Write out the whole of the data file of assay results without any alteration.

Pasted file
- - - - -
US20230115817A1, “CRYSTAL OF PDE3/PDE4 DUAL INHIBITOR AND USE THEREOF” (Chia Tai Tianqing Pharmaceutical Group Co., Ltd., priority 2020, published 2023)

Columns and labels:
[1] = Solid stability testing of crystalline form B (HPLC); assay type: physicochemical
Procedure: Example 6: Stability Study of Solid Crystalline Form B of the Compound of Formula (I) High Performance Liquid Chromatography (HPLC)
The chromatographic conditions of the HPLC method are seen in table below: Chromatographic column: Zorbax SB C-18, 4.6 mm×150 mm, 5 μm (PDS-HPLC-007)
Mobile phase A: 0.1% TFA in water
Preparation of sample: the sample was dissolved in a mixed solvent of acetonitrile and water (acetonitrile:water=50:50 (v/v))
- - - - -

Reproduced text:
US20230115817A1, “CRYSTAL OF PDE3/PDE4 DUAL INHIBITOR AND USE THEREOF” (Chia Tai Tianqing Pharmaceutical Group Co., Ltd., priority 2020, published 2023)

Columns and labels:
[1] = Solid stability testing of crystalline form B (HPLC); assay type: physicochemical
Procedure: Example 6: Stability Study of Solid Crystalline Form B of the Compound of Formula (I) High Performance Liquid Chromatography (HPLC)
The chromatographic conditions of the HPLC method are seen in table below: Chromatographic column: Zorbax SB C-18, 4.6 mm×150 mm, 5 μm (PDS-HPLC-007)
Mobile phase A: 0.1% TFA in water
Preparation of sample: the sample was dissolved in a mixed solvent of acetonitrile and water (acetonitrile:water=50:50 (v/v))